Pemphigus vulgaris is a type of autoimmune disease that is characterized by lesions on the skin, as well as on other parts of the body, including inside the mouth. Here are four things you need to know about this disease.
What are the signs of pemphigus vulgaris?
The appearance of lesions inside your mouth is the first sign of this disease in 50% to 70% of patients, and nearly everyone with this disease gets oral lesions at some point. These lesions are irregularly-shaped, slow-healing, and painful. They tend to develop on the insides of the cheeks, on the gums, or on the roof of the mouth. The lesions can also make it hard to eat or drink due to the pain.
The lesions can also spread to nearby areas like the larynx. If this happens to you, your voice may become hoarse. Lesions can also develop on other mucous membranes, like on the inside of your nose.
Pemphigus vulgaris can also lead to skin lesions. These skin lesions look like small, fluid-filled blisters. The blisters rupture and then become painful ulcers. The presence of these skin symptoms can help your dentist identify the cause of your oral lesions.
What causes it?
Researchers still don't know for sure what causes this disease. Genetics may play a role, as certain gene mutations have been found in people with pemphigus vulgaris. It also tends to co-occur with other autoimmune disorders like rheumatoid arthritis or myasthenia gravis, but the reason for this connection still isn't known. The aging process may also play a role somehow, as most people who develop this disease are in their fifties or sixties. More studies are needed to identify which, if any, of these possible factors are responsible.
Is it serious?
Pemphigus vulgaris can lead to serious complications. The lesions inside your mouth may become infected, and when that happens, the infection can spread to your bloodstream. Blood infections, called sepsis, are very serious and can be life-threatening.
The lesions can also make it hard for you to eat and drink, which can lead to vitamin deficiencies. You may feel very tired or lose weight because you're not getting the vitamins you need. Dehydration and electrolyte imbalances are also a concern for people who aren't able to drink without pain.
Pemphigus vulgaris can also make it hard for you to keep up your oral hygiene routine. Brushing, flossing, and rinsing with mouthwash can all be very painful when you have open lesions, so it's easy to let these habits slip. This can lead to problems like cavities, gum disease, and eventually tooth loss.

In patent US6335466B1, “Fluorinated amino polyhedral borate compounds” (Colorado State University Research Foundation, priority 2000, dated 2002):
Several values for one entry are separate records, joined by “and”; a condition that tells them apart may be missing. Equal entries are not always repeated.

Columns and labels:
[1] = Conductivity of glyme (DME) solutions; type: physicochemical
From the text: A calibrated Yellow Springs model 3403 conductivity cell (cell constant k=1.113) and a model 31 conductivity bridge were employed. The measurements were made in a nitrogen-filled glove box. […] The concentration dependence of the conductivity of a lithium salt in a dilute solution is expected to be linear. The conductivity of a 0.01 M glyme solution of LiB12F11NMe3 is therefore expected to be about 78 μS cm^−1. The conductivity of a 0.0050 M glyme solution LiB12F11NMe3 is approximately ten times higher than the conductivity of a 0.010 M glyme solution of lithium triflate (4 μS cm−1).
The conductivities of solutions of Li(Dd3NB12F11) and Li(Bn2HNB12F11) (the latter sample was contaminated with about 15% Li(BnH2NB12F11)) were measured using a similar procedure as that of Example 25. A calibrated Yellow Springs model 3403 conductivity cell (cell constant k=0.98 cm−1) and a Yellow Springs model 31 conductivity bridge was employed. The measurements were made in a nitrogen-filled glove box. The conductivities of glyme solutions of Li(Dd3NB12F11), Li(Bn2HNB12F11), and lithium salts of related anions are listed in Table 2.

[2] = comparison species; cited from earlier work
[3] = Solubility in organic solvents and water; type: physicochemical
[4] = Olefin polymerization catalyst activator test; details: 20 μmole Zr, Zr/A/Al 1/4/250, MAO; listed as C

How can your dentist help?
There are many treatments available to help ease the symptoms of pemphigus vulgaris. You may be given a prescription for oral corticosteroids; these medications work by suppressing your immune system. A high dose is given at first, and once your symptoms have lessened, you'll be switched to a lower dose that is safer for long-term use. You may need to take the corticosteroids indefinitely, but some people are able to stop taking them.
Other medications can also be used. Dapsone, a leprosy medication, can be helpful in keeping your lesions from getting infected. Tetracycline, an antibiotic, can be used for the same purpose. Colchicine, a gout medication, can stop new blisters and lesions from forming.
Your dentist may also recommend home treatments. Switching to a soft-bristled toothbrush can help reduce your irritation and make it easier for you to clean your teeth. Antiseptic mouthwashes may also be recommended to help keep bacteria inside your mouth under control. Tooth decay can make pemphigus vulgaris worse, so it's important that you do as much as you can to look after your teeth.
If you have lesions or blisters inside your mouth, contact a dentist. Once the worst symptoms have been treated, a cosmetic dentistry specialist may be able to help you repair any damage your teeth have experienced from poor care.